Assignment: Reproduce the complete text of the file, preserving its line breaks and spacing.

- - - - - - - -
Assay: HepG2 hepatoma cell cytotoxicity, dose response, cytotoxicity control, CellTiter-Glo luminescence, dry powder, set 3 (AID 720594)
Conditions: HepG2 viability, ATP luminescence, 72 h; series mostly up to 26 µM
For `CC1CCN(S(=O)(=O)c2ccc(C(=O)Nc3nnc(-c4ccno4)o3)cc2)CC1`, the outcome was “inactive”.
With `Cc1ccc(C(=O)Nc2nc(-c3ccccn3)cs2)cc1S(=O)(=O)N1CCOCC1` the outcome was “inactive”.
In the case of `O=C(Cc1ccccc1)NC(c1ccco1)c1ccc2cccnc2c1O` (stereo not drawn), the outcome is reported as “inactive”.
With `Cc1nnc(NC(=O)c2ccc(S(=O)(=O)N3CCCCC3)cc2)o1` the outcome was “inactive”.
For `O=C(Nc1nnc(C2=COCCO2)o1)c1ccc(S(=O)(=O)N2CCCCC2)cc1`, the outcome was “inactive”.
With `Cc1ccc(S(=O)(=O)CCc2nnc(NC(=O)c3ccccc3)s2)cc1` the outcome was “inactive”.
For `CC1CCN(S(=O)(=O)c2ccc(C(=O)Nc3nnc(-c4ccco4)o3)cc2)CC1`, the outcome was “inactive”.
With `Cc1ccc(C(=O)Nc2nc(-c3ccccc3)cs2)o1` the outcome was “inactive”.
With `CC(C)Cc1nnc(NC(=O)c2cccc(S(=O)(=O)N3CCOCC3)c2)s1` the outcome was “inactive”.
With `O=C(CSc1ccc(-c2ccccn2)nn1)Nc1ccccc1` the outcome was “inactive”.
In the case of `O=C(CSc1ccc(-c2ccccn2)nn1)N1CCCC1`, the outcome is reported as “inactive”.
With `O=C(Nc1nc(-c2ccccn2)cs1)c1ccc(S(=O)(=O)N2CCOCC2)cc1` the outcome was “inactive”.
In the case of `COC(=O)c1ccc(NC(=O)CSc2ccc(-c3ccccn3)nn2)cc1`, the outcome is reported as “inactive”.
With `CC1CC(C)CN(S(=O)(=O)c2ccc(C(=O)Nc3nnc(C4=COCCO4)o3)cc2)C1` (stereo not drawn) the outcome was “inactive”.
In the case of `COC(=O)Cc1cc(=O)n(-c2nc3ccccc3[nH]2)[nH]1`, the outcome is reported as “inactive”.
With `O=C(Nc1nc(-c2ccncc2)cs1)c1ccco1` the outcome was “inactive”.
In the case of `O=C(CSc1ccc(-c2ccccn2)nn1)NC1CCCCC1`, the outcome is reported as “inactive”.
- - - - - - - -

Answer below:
Assay: HepG2 hepatoma cell cytotoxicity, dose response, cytotoxicity control, CellTiter-Glo luminescence, dry powder, set 3 (AID 720594)
Conditions: HepG2 viability, ATP luminescence, 72 h; series mostly up to 26 µM
For `CC1CCN(S(=O)(=O)c2ccc(C(=O)Nc3nnc(-c4ccno4)o3)cc2)CC1`, the outcome was “inactive”.
With `Cc1ccc(C(=O)Nc2nc(-c3ccccn3)cs2)cc1S(=O)(=O)N1CCOCC1` the outcome was “inactive”.
In the case of `O=C(Cc1ccccc1)NC(c1ccco1)c1ccc2cccnc2c1O` (stereo not drawn), the outcome is reported as “inactive”.
With `Cc1nnc(NC(=O)c2ccc(S(=O)(=O)N3CCCCC3)cc2)o1` the outcome was “inactive”.
For `O=C(Nc1nnc(C2=COCCO2)o1)c1ccc(S(=O)(=O)N2CCCCC2)cc1`, the outcome was “inactive”.
With `Cc1ccc(S(=O)(=O)CCc2nnc(NC(=O)c3ccccc3)s2)cc1` the outcome was “inactive”.
For `CC1CCN(S(=O)(=O)c2ccc(C(=O)Nc3nnc(-c4ccco4)o3)cc2)CC1`, the outcome was “inactive”.
With `Cc1ccc(C(=O)Nc2nc(-c3ccccc3)cs2)o1` the outcome was “inactive”.
With `CC(C)Cc1nnc(NC(=O)c2cccc(S(=O)(=O)N3CCOCC3)c2)s1` the outcome was “inactive”.
With `O=C(CSc1ccc(-c2ccccn2)nn1)Nc1ccccc1` the outcome was “inactive”.
In the case of `O=C(CSc1ccc(-c2ccccn2)nn1)N1CCCC1`, the outcome is reported as “inactive”.
With `O=C(Nc1nc(-c2ccccn2)cs1)c1ccc(S(=O)(=O)N2CCOCC2)cc1` the outcome was “inactive”.
In the case of `COC(=O)c1ccc(NC(=O)CSc2ccc(-c3ccccn3)nn2)cc1`, the outcome is reported as “inactive”.
With `CC1CC(C)CN(S(=O)(=O)c2ccc(C(=O)Nc3nnc(C4=COCCO4)o3)cc2)C1` (stereo not drawn) the outcome was “inactive”.
In the case of `COC(=O)Cc1cc(=O)n(-c2nc3ccccc3[nH]2)[nH]1`, the outcome is reported as “inactive”.
With `O=C(Nc1nc(-c2ccncc2)cs1)c1ccco1` the outcome was “inactive”.
In the case of `O=C(CSc1ccc(-c2ccccn2)nn1)NC1CCCCC1`, the outcome is reported as “inactive”.